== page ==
Before the FBI went digital, it looked a little more like a giant stock warehouse for Amazon.com. In the 1920s, the bureau was only employing 25 workers to classify around 800,000 print cards, but by 1943, there were more than 20,000 employees sorting through 70 million fingerprints. At the height of wartime, the archives were so overwhelmed that the FBI eventually moved into an 8,000 square foot facility in the National Guard Armory in Washington D.C. They called it the Fingerprint Factory.
With the war came new responsibilities for the FBI. No longer was it only investigating domestic crimes committed in the United States, the bureau was now tracking suspected spies, gathering information abroad, pursuing draft dodgers, tracking immigrants and even their own personnel who could be potential saboteurs. There were fingerprint cards for members of the armed forces, US foreign agents, war-material manufacturers and even all the government girls who were working amongst the labyrinthine archive of cards themselves. Everyone needed background checks. Agents looked into nearly 20,000 reports of sabotage during the war, of which they found 2,282 actual attempts.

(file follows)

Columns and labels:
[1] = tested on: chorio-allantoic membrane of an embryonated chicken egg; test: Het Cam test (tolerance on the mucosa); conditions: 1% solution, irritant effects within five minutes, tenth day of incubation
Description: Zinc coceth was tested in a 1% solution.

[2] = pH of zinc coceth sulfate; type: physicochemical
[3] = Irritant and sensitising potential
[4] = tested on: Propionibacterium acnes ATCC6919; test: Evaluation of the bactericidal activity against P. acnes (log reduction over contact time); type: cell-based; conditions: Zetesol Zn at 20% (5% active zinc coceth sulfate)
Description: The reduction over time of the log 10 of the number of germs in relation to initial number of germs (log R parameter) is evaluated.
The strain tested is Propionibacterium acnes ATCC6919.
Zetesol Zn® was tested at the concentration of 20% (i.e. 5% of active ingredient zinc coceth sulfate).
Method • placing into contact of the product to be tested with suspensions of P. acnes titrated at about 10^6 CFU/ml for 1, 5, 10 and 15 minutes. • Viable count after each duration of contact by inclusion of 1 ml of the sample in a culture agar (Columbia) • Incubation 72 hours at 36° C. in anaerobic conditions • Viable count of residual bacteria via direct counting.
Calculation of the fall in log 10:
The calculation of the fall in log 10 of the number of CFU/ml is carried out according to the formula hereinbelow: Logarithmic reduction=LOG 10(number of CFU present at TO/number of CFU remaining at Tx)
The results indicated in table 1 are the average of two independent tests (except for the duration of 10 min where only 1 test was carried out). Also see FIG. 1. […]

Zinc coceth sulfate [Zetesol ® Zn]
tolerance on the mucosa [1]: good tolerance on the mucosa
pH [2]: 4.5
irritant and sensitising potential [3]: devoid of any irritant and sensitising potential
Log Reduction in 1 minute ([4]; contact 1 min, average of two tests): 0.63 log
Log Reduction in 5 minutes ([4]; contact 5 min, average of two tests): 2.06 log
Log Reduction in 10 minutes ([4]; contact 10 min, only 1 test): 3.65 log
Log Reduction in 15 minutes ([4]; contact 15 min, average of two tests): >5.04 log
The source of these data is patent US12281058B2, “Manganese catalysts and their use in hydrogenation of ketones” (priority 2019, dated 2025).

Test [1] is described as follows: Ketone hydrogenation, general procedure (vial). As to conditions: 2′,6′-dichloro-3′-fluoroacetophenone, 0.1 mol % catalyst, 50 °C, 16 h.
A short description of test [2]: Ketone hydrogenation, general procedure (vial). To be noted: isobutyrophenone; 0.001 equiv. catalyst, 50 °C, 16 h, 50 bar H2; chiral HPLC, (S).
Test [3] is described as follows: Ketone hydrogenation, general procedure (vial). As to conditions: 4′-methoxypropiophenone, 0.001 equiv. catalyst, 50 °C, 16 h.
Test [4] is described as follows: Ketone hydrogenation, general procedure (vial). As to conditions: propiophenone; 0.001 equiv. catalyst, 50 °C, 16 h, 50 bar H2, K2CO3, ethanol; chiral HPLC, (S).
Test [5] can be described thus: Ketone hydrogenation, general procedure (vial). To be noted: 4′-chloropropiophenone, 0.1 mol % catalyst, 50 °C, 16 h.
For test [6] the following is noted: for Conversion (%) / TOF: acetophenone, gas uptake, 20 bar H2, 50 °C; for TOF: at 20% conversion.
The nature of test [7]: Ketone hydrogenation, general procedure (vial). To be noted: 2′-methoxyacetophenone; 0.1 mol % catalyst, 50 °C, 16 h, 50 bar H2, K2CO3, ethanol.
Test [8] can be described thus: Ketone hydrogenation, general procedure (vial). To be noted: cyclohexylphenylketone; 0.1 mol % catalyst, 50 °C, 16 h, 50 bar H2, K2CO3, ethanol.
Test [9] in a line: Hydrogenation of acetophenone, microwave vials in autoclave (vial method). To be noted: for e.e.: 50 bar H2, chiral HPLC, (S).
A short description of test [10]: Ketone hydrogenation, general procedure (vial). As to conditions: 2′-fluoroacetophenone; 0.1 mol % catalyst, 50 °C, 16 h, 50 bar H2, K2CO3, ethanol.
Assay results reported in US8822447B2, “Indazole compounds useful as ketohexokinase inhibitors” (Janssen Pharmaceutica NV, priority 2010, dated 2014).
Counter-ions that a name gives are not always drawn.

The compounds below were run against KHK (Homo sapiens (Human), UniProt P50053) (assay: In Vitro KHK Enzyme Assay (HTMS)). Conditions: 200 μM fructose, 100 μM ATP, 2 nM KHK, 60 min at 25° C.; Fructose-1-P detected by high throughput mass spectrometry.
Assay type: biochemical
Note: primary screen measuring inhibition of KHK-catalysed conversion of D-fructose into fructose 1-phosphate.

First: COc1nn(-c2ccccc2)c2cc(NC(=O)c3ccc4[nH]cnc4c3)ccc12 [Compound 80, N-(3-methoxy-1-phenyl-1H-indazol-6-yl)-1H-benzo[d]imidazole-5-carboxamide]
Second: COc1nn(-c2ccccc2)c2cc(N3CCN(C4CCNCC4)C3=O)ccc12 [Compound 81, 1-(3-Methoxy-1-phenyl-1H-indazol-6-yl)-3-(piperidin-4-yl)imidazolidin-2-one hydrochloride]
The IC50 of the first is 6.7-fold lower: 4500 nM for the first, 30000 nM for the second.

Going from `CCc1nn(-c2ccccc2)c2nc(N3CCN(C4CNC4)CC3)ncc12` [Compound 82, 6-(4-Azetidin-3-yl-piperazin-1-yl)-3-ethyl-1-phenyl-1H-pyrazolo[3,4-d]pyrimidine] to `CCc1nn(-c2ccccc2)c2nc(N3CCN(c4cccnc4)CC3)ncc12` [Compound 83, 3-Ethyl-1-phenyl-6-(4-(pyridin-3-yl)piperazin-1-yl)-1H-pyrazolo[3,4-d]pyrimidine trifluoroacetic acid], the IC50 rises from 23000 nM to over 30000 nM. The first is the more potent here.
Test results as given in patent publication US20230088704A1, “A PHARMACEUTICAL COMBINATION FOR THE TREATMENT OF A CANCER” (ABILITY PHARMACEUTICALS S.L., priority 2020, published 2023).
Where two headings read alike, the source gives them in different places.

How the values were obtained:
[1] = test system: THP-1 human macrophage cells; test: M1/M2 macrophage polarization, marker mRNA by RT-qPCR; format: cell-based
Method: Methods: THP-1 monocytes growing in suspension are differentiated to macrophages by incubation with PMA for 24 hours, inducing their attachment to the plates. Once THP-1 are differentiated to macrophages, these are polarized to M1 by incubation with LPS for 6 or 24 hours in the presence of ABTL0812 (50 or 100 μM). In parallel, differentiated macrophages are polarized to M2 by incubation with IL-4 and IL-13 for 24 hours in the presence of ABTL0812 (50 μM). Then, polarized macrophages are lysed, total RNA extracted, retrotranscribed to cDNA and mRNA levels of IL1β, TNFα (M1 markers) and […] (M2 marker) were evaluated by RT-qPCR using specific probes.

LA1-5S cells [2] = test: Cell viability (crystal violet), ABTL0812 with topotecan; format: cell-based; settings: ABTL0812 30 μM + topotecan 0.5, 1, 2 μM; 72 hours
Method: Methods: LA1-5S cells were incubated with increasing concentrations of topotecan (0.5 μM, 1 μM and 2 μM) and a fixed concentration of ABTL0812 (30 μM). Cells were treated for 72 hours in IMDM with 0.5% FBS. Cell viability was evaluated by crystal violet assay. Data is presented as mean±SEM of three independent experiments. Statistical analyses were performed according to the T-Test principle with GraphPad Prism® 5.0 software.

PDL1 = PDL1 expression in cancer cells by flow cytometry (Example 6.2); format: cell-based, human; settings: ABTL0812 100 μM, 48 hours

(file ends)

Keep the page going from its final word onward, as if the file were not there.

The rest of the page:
Crime was increasing on the home front too as wartime made an ideal opportunity for defrauding the government and stealing from its vast military supplies.
Yes, the FBI had an actual file called “Notorious Dead Criminals”.
The thousands of women working at the FBI in the early 1940s were trained in the Henry System of fingerprint identification, a method used in the United States and other English-speaking countries which manually categorised fingerprints by their physiological characteristics.
A complex and time-consuming process, essentially, these ladies would spend their entire day assigning numerical value according to the ridge patterns of loops, whorls, and arches they saw in the magnified fingerprints.
It was as this time that the bureau began investigation cases of espionage against the United States and its allies, which would continue until the 1970s. If promoted from classifying and categorising fingerprints, female employees would spend most of the war getting vital information and military secrets into the right hands to keep the war machine running.
They worked 10 hour days, six days a week, processing upwards of 35,000 prints in total in a single day. Their salaries were paid by war bonds, the same bonds they were endlessly encouraged to buy.
Dolly Parton’s “9 to 5” is starting to play in my head.